Her flat stomach, perfectly perky breasts, and tiny bikini had me staring from across the pool with envy. She had multiple kids and a swimsuit model body. I started to play my favorite self-deprecating voice over and over in my head as I watched her.
I don’t deserve to be in a swimsuit.
I’m lumpy, laden with stretch marks and saggy breasts.
My legs are hairy.
I haven’t lost the baby weight.
I forgot to shave my bikini line.
I don’t belong.
I don’t look good.
Over and over, I let these body shaming remarks absorb until I start to feel uneasy. I reach for my towel. I forget why I was at the pool or beach. I cover up and watch from the sidelines.
While I focused on my own inadequacies, the bikini lady focused on her kids—playing, splashing, soaking up moments that would never happen again the same way.
At the beginning of last summer, I realized I was wasting precious energy putting myself down and worrying about not losing the baby weight. So I wrote about my feelings about not losing the baby weight, and I pledged to have a great summer. I knew I would miss out if I let my negative comments consume me.
I decided I needed to change.
I didn’t go on a stringent diet or work out to the point of exhaustion until I fit into a bikini.
Instead, I put on my damn swimsuit.
All summer and at every opportunity, I wore my swimsuit.
I swam with my kids, went to the beach, scooted down water slides and, against my better judgment, went down a pool zip line—multiple times.
I’ve wasted too much energy in my life putting down my body and myself. The change I needed to make was to start to love my body—to really love it, see it, accept it. And that meant recognizing the power, strength, and gifts my body has provided.
I haven’t lost the baby weight, maybe I never will, and that’s OK. I belong in a swimsuit, and if I don’t put on my swimsuit because I’m concerned my body isn’t good enough, I will without a doubt miss out on fun memories and experiences.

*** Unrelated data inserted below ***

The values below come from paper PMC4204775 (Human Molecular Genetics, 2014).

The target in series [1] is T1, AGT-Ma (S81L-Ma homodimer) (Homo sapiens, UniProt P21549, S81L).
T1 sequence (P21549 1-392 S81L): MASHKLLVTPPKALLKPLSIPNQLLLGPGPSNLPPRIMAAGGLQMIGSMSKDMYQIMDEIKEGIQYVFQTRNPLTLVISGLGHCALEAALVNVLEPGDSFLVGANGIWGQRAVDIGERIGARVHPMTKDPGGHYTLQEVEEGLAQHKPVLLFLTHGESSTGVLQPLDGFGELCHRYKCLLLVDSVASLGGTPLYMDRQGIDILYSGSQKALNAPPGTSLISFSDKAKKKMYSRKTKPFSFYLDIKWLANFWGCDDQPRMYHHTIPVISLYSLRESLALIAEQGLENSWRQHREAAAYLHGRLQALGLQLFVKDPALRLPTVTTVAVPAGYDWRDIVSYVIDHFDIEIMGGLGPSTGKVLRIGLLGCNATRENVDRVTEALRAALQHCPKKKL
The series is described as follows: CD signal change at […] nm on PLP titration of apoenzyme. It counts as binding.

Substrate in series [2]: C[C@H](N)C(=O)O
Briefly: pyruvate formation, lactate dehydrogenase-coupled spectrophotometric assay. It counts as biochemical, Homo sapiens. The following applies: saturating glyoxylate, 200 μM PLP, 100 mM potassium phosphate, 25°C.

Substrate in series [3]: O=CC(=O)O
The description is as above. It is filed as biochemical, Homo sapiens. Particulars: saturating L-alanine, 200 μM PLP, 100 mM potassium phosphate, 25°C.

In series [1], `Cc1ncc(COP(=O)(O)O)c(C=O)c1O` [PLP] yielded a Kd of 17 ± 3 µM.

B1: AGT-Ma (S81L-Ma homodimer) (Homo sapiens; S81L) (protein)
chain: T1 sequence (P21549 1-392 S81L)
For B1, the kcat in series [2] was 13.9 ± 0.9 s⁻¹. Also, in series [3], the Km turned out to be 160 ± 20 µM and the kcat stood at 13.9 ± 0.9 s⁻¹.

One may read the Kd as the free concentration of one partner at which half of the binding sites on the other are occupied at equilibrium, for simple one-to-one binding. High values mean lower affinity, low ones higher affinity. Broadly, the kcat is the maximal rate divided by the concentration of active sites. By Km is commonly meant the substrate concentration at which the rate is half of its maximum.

My kids will never say, “My mom was such a good mom; she fit into size 10 jeans.” Instead, they will talk about how I was confident, how I loved swimming, and how I loved both them and myself fiercely.
Starting the journey to loving myself and putting on a swimsuit didn’t happen overnight. It takes constant effort to counter self-deprecating thoughts. I’ve played those thoughts in my head over and over for almost 40 years, so it’s going to take some time to heal.
I needed to teach myself how to love and appreciate my body. I needed to give myself grace. I had to come to the loving conclusion that I’m doing my best both with my body and motherhood.
I had to reevaluate what I valued about my body. I had to ask myself what I want my kids to value about their bodies. I had to treat my body with love, talk to it like I would talk to my children and friends. I found strength in running, being active with my kids, and finding value in clothes that fit and made me feel good, not in the size tags attached.
You have to constantly feed yourself supportive comments and thoughts about your body in order to combat the inevitable internal destructive comments that will surface. Don’t feed into the cycle of self-doubt.
Recently my husband and I went on a beach vacation. He was in the other room of the hotel, and I was looking at myself in the mirror in my swimsuit. I noticed as I moved that the sun would reflect the purple stretch marks that ran up and down my belly. I honestly, for a moment, asked myself why I was so confident with this body. I felt strong. I was happy. I really loved myself and felt good. The destructive comments still crept up, but I must not believe them.
A couple hours later, my husband and I were on our paddle boards and my husband cruised by my board and said, “Gosh, I love that swimsuit.” Yep, the same one that exposed my purple stretch marks.
But more important, it was the one that made me feel confident, strong, and fun. And I reflected that energy.
I’m done missing out. I’m done staring at other women and trying to measure up, because I’m really great the way I am and my body is strong and has done really amazing things.
Life is short. Time with my kids and husband is precious, and I don’t want to miss out. I’m going to swim and proudly wear my swimsuit this summer.
So put on your damn swimsuit. Bikini, skirt, swim shirt—it doesn’t matter—just put on your damn swimsuit. Swim this summer, make memories, stop comparing, and start the process toward accepting and loving your body.
This essay was originally posted on Scary Mommy.